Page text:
Northwestern University

Mon 7:00 PM

Inuit Culture and Climate Change: The Right to be Cold

When: Monday, March 7, 2016
7:00 PM - 8:30 PM  

Where: McCormick Foundation Center, Tribune Forum, 1870 Campus Drive, Evanston, IL 60208 map it

Audience: Faculty/Staff - Student - Public - Post Docs/Docs - Graduate Students

Contact: Jeff Cernucan   847.467.2770

Group: Buffett Institute for Global Studies

ISEN private

Category: Global & Civic Engagement


Sheila Watt-Cloutier's talk will go beyond science and politics to bring a holistic understanding of the significance of the Arctic's environment and Inuit culture. We often hear about the melting ice and challenged wildlife, however, it is the human story about communities and the journey through rapid social, cultural and environment change that will help lead us towards better understanding of long-term sustainability. Her pioneering global work on connecting climate change and human rights will also reinforce the fact that everything is connected and we are indeed a shared humanity.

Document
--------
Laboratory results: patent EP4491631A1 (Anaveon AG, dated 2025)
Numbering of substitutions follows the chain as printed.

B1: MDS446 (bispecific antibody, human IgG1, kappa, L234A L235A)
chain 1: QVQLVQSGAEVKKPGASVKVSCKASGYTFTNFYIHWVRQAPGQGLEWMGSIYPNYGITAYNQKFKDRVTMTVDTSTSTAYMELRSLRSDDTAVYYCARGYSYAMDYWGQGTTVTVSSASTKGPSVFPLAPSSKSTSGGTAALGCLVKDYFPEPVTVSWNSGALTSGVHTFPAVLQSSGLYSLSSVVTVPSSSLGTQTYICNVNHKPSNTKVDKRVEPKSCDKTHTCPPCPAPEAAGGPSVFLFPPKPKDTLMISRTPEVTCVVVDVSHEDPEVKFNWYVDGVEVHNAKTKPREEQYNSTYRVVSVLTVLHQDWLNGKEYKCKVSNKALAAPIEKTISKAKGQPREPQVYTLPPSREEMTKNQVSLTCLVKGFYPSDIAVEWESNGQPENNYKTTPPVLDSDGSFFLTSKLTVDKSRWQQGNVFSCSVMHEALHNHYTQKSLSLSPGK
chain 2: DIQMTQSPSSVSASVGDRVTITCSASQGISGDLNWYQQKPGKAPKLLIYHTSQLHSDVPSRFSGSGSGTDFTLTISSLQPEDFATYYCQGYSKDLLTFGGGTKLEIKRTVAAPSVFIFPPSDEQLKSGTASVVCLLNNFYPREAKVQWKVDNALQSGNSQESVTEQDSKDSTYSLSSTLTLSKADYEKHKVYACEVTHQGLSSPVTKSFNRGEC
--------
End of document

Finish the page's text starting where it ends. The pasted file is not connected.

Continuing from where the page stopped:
Sheila Watt-Cloutier is one of the world’s most recognized environmental and human rights advocates. Experienced in working with global decisionmakers for over a decade, Watt-Cloutier offers a new model for 21st century leadership. She treats the issues of our day—the environment, the economy, foreign policy, global health, and sustainability—not as separate concerns, but as a deeply interconnected whole.

In 2007, Watt-Cloutier was nominated for the Nobel Peace Prize for her advocacy work in showing the impact global climate change has on human rights, especially in the Arctic, where it is felt more immediately and more dramatically than anywhere else in the world. In addition to her Nobel nomination, Watt-Cloutier has been awarded the Aboriginal Achievement Award, the UN Champion of the Earth Award, and the prestigious Norwegian Sophie Prize. She is also an officer of the Order of Canada. 


Co-sponsored by: One Book, One Northwestern • ISEN

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